Shannon’s departure shouldn’t be understated

Colin Kennedy
Sports Editor

Redshirt senior Terrance Shannon left the VCU men’s basketball team for personal reasons, according to a statement released by VCU Athletics on Feb. 18.

While we’re left to wonder what may have caused Shannon’s departure, a portion of RamNation is undoubtedly discounting the impact his loss may have on head coach Shaka Smart’s team.

Shannon’s expectations were unreasonably high when he transferred to VCU from Florida State University. Injuries had forced the former Seminole to sit out much of his junior campaign, but Shannon showed spurts of potential when he was healthy under FSU head coach Leonard Hamilton.

Shannon came to the Rams hoping to provide the team with frontcourt insurance. He started the first six games of the season, and gave Smart 14 points in 23 minutes of action in his first career game with VCU. Unfortunately, however, that would be the climax of Shannon’s output for the Rams.

He missed three games beginning in late November to attend to family matters, and then saw inconsistent playing time in nine games before injuring his knee in late January.

Since returning from the knee problem in July, Shannon’s role in VCU’s lineup was minimal. He scored zero points in 21 minutes over the Rams’ last five games, and often appeared lost on the offensive side of the floor.

He’s a high-energy hustler who has the ability to provide a spark off the bench when the rest of the team is tiring. Sadly, Shannon never fully reached his potential under Smart mostly because he was a liability in the offensive post.

But fans who overlook his loss are only viewing half of the picture.

Shannon’s departure is arguably going to be felt in the locker room more than on the hardwood. He was a level-headed veteran who had more experience than any player on the team. He was an emotional leader who provided the Rams with a big body and an inspirational work ethic.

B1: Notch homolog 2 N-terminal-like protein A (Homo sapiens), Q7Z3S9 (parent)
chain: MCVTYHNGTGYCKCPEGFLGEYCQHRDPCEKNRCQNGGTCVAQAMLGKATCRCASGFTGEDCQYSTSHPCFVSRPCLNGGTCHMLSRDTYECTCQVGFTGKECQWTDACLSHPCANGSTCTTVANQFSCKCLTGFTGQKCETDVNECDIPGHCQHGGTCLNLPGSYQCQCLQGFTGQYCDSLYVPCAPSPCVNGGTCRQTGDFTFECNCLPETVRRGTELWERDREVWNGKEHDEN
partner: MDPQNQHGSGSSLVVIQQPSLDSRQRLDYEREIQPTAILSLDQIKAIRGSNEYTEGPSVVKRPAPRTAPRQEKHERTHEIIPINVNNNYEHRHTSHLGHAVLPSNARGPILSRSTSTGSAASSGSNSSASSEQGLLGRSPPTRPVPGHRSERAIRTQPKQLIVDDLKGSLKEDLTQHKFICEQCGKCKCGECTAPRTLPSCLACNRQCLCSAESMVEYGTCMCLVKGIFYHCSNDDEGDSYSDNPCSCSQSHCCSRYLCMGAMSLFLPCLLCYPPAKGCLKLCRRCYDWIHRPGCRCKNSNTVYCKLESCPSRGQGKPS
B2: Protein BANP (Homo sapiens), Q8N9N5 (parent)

He didn’t fill up the box scores or factor heavily into opposing defensive game plans, but Shannon would have been a valuable asset as a relatively young Rams roster heads into postseason play.

Now, look for redshirt freshman Mo Alie-Cox and junior forward Jarred Guest to receive increased playing time in the frontcourt rotation. Both Cox and Guest have far better offensive skill sets than did Shannon; however, neither possesses the combination of height and weight that Shannon offered on the defensive end.

Cox, who leads the team in blocks, may be the greatest beneficiary of Shannon’s departure in terms of minutes because his style of play is more comparable. Guest is more of a stretch forward who can be used to spread the defense out when Smart wants to put a perimeter-friendly lineup on the floor, while Cox can be used to body a big man and protect the rim.

You could say the Rams are losing 2.9 points and 2.3 rebounds per game, but that might be unfair to a group of guys that has spent the past nine months with each other bonding over Navy Seal training and more.

At the end of the day, the VCU men’s basketball team lost a veteran leader and a member of their family. It will be interesting to see how they rebound during the season’s final four games, but don’t think Shannon’s absence won’t be felt.

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